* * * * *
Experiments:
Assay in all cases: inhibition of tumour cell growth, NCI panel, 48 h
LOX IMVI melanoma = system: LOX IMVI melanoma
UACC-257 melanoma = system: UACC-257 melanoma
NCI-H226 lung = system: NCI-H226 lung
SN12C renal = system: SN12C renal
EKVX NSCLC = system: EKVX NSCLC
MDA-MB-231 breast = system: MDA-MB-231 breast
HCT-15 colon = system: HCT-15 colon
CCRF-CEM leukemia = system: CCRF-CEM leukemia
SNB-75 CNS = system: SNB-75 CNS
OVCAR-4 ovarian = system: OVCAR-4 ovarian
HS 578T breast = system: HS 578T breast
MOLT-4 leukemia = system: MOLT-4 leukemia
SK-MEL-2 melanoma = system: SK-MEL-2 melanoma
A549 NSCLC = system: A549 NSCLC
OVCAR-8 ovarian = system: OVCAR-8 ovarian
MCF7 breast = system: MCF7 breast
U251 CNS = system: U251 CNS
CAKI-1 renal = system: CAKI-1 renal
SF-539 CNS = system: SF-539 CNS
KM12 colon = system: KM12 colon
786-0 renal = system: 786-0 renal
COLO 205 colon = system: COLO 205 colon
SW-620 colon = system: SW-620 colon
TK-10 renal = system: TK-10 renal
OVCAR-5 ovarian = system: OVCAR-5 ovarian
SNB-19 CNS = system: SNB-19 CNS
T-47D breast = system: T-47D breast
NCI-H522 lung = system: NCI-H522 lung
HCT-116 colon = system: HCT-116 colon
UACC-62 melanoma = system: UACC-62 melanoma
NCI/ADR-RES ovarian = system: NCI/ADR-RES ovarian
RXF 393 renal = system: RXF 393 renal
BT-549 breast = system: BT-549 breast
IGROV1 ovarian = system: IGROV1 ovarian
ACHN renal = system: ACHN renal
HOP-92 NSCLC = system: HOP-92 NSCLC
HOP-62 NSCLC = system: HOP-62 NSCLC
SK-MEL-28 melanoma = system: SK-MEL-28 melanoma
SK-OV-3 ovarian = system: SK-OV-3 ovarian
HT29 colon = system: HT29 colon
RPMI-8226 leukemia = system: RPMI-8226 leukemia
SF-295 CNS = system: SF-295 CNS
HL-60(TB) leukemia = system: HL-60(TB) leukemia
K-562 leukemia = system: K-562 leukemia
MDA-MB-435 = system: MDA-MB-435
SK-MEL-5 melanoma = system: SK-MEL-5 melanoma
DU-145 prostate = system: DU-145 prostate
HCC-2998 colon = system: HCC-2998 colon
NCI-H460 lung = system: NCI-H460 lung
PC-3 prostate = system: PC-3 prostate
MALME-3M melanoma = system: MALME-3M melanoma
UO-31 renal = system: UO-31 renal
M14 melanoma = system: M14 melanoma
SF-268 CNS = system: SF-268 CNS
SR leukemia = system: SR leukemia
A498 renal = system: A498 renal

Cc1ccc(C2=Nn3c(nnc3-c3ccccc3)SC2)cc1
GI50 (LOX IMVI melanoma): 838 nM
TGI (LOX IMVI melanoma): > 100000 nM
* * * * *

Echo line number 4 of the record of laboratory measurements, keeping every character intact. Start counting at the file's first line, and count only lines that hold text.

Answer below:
UACC-257 melanoma = system: UACC-257 melanoma